The Press Complaints Commission and journalism in the twenty-first century: successes, failures and journalistic ethics

Donna Smith (Open University, UK)

It is essential that the system of press regulation in the UK firmly stands up to political, public and media scrutiny. If it does not, the political and democratic process will suffer. Indeed, the Press Complaints Commission (PCC), as the intermediary between the press and the public, has an essential role to play in terms of the democratic process. The PCC, a self-regulatory body, has a central place in the (re)structuring of news; as a formal institution, it is well-placed to counter unethical journalism and thus ensure its proper function. However, the PCC as it stands does not stand up to strong scrutiny. Indeed, in terms of both its structure and its Code there are substantial conflicts of interest, such as the fact that the newspaper industry funds the PCC, and within its Code there is a conflict between what should be considered private and what should be considered public. Certainly, in relation to privacy it is clear that if one believes the PCC’s public interest criteria to be acceptable, then the press often willingly disregards these criteria. Through a detailed analysis of the PCC’s structure and content and relevant case studies (paying particular attention to privacy), this paper will examine the PCC in the twenty-first century in terms of its successes and failures, and will explore the ethics of (self)regulation, alternatives to the present system, and the impact of citizen journalism on self-regulation.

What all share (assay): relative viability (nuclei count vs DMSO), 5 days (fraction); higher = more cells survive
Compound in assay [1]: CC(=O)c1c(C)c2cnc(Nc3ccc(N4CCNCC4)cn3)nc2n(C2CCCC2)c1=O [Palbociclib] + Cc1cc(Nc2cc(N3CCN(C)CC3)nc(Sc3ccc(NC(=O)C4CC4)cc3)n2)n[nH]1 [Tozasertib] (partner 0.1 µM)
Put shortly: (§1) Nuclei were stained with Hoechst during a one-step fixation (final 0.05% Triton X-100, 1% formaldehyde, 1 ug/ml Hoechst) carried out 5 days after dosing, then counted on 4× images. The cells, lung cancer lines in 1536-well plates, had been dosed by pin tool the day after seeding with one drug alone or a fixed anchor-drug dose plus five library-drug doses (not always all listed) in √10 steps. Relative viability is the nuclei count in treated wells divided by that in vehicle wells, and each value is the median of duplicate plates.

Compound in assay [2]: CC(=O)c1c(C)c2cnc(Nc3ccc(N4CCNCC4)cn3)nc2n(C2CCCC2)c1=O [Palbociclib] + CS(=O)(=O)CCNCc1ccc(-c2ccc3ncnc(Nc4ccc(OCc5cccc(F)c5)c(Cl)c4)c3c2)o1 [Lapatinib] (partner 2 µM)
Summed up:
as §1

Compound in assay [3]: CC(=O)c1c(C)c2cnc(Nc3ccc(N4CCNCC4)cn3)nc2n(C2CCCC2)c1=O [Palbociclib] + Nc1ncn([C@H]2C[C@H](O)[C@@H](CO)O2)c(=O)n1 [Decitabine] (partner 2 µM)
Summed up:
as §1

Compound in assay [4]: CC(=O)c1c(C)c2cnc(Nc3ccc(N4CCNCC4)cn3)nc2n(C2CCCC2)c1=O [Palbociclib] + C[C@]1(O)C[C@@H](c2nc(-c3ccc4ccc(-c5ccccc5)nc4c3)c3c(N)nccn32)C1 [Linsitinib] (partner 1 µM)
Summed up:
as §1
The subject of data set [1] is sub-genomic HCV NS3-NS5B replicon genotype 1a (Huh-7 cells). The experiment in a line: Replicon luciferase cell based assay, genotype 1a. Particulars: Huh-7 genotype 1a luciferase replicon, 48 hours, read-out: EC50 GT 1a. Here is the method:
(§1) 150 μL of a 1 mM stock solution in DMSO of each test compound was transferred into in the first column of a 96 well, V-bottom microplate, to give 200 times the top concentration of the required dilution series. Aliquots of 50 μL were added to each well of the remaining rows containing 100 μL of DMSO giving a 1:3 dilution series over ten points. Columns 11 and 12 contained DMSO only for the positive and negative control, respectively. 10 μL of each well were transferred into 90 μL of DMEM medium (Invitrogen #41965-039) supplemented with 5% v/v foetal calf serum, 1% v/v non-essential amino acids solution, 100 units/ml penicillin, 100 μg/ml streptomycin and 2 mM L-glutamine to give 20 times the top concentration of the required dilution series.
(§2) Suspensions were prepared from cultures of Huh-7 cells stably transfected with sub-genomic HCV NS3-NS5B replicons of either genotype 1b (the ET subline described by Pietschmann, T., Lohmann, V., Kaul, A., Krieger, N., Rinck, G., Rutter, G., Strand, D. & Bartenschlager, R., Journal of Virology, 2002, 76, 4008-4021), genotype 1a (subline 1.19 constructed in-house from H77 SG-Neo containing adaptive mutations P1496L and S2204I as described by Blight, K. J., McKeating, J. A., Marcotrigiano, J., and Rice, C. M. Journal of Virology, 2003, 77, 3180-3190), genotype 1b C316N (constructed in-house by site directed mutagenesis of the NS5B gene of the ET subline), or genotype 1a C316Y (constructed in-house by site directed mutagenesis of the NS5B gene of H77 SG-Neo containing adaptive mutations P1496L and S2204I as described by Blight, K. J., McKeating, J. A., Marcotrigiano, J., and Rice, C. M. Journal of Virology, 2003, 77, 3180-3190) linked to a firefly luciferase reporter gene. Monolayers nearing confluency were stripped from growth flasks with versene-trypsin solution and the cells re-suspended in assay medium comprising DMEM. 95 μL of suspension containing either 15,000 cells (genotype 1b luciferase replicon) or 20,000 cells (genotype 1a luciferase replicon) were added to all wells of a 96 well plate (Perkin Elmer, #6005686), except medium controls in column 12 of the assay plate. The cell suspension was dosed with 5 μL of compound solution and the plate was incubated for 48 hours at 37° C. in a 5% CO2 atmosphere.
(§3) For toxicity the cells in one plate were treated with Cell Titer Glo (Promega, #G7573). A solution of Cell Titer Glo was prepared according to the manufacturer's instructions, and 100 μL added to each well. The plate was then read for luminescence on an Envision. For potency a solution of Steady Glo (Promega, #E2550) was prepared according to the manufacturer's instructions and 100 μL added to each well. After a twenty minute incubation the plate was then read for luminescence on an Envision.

Timing - Friday - Panel Session C2
Download the full paper - Donna Smith.doc



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